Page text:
1. Hi Mari. I certainly picked up on Jonothan's confused day. I'm not sure about flicking from third person to first in the second paragraph (I don't know if that's an oops or you meant it that way.)


    #fridayflash Meet me at Union Station

  2. --Denise (L'Aussie): Indeed it was intentional, as the sentence in the first person is an actual thought of Johnathan's. It was meant to be a bit confusing, as his day was packed with hurrying, worrying and bad surprises.

    Your comment would make much sense in a regular piece of mine though. Thanks for noticing and taking the time to point it out, I really appreciate it!

  3. I ilke the different mental states reflected in the grammatical changes. I do wonder whether the present tense opening makes him seem very switched on, when perhaps the words are suggesting he;s still a bit sleep drugged? But the overall effects are well achieved

    marc nash

  4. --Marc (Sulci Collective): It's too early for him to be awake. He's sleepy all right! heh

    Thank you for your comment, Marc. I'm excited to know that the effect I wanted to create was clearly delivered.

    *jumps up and down* Oops! *hides*

  5. I love the way you refer to people as their appearances, because that's how we do register people when we're out on public transport. People cease to be people and just become whatever is most notable about them.

  6. My heart is doing a little stress dance just reading about the poor lad. Certainly can relate with all the crap he has to go through to get on with his day! Cool story, Mari!

  7. --Icy: True, and in Johnathan's case he had to deal with all the stuff in his mind, and his empty stomach too!

    --Cathy: Thanks! I'm sorry I provoked stress on your lovely heart... It was the original intention, though. *coughs and looks up innocently* ;P

  8. Low-key adventure away from the house life. Me? I'm a John that's happy to stay in bed.

  9. Mari, I'm exhausted! You pulled this off quite well, poor fellow!

  10. Good story! You certainly did an excellent job of portraying the hurry and rush and confusion of his travels.

  11. --John: Well, one must earn one's living, right? If he could, I'm positive he'd agree with you. ;)

    --Deanna and Eric: Thanks! It was quite a day for Johnathan!

  12. Hey guys, a friend of mine had a doubt on grammar about this sentence:

    "He wants to throw himself on the seat, but there's a distinctive looking man who he'll observe later to think him a writer.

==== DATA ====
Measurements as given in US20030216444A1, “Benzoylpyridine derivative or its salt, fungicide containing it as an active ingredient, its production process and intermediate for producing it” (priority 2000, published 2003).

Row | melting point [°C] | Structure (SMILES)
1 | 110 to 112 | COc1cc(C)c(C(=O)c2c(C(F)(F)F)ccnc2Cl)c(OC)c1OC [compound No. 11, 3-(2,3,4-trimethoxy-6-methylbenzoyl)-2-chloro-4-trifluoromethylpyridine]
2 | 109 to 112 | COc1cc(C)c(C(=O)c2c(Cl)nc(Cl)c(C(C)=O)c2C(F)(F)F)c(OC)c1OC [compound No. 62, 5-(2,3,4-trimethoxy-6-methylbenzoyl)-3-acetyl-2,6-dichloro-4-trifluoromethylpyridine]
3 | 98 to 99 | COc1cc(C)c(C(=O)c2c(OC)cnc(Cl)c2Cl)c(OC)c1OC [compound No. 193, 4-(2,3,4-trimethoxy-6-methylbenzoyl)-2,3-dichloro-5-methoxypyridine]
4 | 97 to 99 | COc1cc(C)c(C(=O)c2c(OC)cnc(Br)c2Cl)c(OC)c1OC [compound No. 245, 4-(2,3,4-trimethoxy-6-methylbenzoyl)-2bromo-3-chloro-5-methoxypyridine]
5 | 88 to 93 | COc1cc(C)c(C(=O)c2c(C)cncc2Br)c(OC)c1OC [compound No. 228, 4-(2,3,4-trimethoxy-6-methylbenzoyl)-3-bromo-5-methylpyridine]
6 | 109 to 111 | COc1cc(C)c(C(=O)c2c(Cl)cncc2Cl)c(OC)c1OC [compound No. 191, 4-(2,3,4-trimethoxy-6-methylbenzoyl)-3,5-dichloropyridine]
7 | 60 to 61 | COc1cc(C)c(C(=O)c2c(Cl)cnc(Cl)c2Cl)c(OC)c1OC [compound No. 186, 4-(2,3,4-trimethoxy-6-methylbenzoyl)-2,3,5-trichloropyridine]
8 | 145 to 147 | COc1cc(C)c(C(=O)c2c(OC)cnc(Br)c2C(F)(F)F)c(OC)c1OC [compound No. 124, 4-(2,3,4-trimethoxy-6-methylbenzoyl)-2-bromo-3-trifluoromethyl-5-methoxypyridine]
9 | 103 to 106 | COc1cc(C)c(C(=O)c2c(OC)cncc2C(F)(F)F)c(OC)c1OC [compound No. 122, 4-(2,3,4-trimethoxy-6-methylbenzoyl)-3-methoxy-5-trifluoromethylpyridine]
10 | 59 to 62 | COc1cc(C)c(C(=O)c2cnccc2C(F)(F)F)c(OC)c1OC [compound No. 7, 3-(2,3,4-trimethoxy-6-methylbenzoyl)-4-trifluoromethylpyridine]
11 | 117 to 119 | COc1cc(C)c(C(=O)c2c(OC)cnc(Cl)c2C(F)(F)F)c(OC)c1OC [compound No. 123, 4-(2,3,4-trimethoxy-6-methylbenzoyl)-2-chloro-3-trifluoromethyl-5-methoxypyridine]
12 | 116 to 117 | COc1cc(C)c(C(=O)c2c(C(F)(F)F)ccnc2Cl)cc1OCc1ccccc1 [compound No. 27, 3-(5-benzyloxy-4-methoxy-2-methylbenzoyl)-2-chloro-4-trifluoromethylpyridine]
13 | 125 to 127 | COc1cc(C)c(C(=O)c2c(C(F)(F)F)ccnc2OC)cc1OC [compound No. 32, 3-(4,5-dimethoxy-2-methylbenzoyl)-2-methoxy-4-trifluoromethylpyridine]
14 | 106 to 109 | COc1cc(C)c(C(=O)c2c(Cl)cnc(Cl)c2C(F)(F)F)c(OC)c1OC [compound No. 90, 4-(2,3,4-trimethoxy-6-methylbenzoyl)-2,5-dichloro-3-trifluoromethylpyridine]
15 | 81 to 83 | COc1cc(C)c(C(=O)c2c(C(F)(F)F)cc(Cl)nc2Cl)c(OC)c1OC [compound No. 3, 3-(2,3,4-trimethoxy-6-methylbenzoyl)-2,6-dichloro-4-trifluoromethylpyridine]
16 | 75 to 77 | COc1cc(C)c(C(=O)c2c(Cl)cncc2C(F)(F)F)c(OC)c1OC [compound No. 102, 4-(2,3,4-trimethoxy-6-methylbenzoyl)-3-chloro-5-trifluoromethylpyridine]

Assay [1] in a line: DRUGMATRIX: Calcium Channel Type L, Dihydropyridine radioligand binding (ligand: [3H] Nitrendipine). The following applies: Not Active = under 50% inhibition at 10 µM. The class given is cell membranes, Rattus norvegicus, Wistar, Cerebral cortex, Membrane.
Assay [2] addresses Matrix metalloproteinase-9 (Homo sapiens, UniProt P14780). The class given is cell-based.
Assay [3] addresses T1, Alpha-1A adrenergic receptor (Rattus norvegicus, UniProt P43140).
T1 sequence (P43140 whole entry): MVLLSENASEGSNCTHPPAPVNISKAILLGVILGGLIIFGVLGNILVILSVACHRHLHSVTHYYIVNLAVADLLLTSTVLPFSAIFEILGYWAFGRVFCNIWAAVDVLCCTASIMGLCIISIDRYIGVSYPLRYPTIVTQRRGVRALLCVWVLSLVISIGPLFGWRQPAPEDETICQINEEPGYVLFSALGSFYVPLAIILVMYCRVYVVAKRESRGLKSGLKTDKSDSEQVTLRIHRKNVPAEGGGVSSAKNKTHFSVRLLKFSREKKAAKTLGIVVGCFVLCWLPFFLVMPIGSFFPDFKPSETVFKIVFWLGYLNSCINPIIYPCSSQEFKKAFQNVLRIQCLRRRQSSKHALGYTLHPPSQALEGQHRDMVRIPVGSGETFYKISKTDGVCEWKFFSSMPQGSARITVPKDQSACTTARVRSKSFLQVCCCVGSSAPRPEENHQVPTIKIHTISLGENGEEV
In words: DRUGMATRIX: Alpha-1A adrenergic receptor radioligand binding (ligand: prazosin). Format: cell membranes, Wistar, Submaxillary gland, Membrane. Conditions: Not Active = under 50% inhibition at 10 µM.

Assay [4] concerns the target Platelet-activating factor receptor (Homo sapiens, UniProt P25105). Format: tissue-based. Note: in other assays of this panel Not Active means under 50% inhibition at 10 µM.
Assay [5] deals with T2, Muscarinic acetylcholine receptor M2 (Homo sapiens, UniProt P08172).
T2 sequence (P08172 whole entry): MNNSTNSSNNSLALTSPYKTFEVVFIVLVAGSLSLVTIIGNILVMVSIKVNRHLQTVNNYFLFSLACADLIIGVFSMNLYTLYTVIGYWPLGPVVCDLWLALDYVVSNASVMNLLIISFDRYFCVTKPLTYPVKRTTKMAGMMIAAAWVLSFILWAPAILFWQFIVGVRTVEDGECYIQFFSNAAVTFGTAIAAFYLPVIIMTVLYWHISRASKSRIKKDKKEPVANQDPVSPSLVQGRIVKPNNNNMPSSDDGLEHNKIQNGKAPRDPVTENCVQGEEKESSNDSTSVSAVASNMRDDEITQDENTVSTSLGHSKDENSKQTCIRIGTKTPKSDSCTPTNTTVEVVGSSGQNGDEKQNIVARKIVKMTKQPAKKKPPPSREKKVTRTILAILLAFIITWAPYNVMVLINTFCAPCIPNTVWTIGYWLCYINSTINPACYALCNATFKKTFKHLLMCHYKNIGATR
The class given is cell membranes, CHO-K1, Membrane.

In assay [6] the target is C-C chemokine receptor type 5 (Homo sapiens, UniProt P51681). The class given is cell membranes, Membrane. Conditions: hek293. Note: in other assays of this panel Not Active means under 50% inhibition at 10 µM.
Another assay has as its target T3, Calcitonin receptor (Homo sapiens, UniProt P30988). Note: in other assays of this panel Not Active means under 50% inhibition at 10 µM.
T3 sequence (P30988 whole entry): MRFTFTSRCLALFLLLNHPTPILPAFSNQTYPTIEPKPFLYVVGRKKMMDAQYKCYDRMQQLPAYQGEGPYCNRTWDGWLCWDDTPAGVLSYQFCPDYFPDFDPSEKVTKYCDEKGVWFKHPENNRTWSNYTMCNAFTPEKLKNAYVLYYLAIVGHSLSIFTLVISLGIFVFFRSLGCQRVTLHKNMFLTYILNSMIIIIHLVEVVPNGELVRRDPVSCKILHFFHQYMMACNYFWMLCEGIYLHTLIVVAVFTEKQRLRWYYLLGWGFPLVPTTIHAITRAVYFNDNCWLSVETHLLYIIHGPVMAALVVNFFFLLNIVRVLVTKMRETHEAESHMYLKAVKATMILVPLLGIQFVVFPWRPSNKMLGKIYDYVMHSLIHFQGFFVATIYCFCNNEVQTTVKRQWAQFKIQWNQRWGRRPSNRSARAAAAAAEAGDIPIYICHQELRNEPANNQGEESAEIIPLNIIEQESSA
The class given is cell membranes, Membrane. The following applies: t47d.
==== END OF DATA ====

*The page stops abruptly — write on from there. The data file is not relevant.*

She thinks I should have written: "who he'll observe and later think him to be a writer"

    According to her, the position of the "to" is the main issue. What do you think?

  13. I liked the way everyone is identified by quirky details on the train- yellow writer, Facebook guy... :)

  14. You do a great job of using details to describe what's going on, and the people he bumps into. A bit of a roller-coaster -- he's there, he's not. Peace...

  15. Love this. You really capture the fast pace of not just getting up, but going through a train station and getting on various trains. I remember those days well from living in NYC. I also love how the main character refers to the other passengers by their appearance. That's a brilliant idea. I wasn't bothered by the jump from first to third person in that paragraph, it felt like a mental jump to me on Jonathan's part to me. How you can sometimes be inside your head and then suddenly remember something and talk out loud. Either way, loved this.

  16. --Cathy (ganymeder): Thanks! That\s how I pictured Johnathan's impressions of the people the stumbled with on his way.

    --Linda: Welcome back to Randomities! you were missed. Glad you enjoyed this tale despite of the dizzying feeling it seems to have caused. :)

    --Rachel: Thanks for the feedback! It was precisely my intention, to give quick mental jumps into Johnathan's mind. I'm happy you liked it.

  17. And this is exactly what public transport does to you: confuses, stresses, sweats....
    I think your friend has a point about the sentence: it reads as if the other man is going to think Jonathan is a writer.
    But this is why we get others to read our stuff. Something always slips through the net (in my case, often the whole shoal!).

  18. --flyingscribbler: Thanks for the feedback! I hadn't realized that the sentence could have double meaning.

  19. I like how you evoke mass transit so well. I've done that, gotten on the wrong train. It's so hard to be on time when you are dependent on someone else's timetable. The whole feel of the piece resonated with me.

  20. --Angela: Thanks! Johnathan's story resonated with me too, which is why I wrote it down. In a different way, I too have been in his skin.